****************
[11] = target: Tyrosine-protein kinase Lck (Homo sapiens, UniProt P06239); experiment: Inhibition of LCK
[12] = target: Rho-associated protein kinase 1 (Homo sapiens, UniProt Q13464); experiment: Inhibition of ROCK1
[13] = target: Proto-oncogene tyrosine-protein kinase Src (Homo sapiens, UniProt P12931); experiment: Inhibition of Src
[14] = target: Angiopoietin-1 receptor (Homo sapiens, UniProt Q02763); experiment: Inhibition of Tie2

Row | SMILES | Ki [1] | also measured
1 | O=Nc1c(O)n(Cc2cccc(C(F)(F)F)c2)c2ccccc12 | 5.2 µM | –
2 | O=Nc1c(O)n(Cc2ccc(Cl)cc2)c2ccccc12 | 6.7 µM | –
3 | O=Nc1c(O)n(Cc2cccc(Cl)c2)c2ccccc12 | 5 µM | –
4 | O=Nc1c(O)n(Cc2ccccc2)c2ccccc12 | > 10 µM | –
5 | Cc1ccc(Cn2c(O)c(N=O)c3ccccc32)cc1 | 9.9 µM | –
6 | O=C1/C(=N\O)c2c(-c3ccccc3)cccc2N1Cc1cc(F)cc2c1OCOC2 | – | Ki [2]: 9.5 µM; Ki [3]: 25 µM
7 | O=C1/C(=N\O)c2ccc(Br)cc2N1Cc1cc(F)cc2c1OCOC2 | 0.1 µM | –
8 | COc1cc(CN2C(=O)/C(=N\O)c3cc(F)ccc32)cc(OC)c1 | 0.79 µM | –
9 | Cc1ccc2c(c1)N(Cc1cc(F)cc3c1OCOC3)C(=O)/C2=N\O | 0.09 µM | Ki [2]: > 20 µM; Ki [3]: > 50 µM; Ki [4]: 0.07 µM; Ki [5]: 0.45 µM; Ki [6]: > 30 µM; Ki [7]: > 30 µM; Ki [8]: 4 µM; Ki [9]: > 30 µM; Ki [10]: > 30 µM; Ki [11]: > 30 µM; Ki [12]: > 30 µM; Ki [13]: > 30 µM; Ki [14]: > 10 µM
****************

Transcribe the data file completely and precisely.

[11] = target: Tyrosine-protein kinase Lck (Homo sapiens, UniProt P06239); experiment: Inhibition of LCK
[12] = target: Rho-associated protein kinase 1 (Homo sapiens, UniProt Q13464); experiment: Inhibition of ROCK1
[13] = target: Proto-oncogene tyrosine-protein kinase Src (Homo sapiens, UniProt P12931); experiment: Inhibition of Src
[14] = target: Angiopoietin-1 receptor (Homo sapiens, UniProt Q02763); experiment: Inhibition of Tie2

Row | SMILES | Ki [1] | also measured
1 | O=Nc1c(O)n(Cc2cccc(C(F)(F)F)c2)c2ccccc12 | 5.2 µM | –
2 | O=Nc1c(O)n(Cc2ccc(Cl)cc2)c2ccccc12 | 6.7 µM | –
3 | O=Nc1c(O)n(Cc2cccc(Cl)c2)c2ccccc12 | 5 µM | –
4 | O=Nc1c(O)n(Cc2ccccc2)c2ccccc12 | > 10 µM | –
5 | Cc1ccc(Cn2c(O)c(N=O)c3ccccc32)cc1 | 9.9 µM | –
6 | O=C1/C(=N\O)c2c(-c3ccccc3)cccc2N1Cc1cc(F)cc2c1OCOC2 | – | Ki [2]: 9.5 µM; Ki [3]: 25 µM
7 | O=C1/C(=N\O)c2ccc(Br)cc2N1Cc1cc(F)cc2c1OCOC2 | 0.1 µM | –
8 | COc1cc(CN2C(=O)/C(=N\O)c3cc(F)ccc32)cc(OC)c1 | 0.79 µM | –
9 | Cc1ccc2c(c1)N(Cc1cc(F)cc3c1OCOC3)C(=O)/C2=N\O | 0.09 µM | Ki [2]: > 20 µM; Ki [3]: > 50 µM; Ki [4]: 0.07 µM; Ki [5]: 0.45 µM; Ki [6]: > 30 µM; Ki [7]: > 30 µM; Ki [8]: 4 µM; Ki [9]: > 30 µM; Ki [10]: > 30 µM; Ki [11]: > 30 µM; Ki [12]: > 30 µM; Ki [13]: > 30 µM; Ki [14]: > 10 µM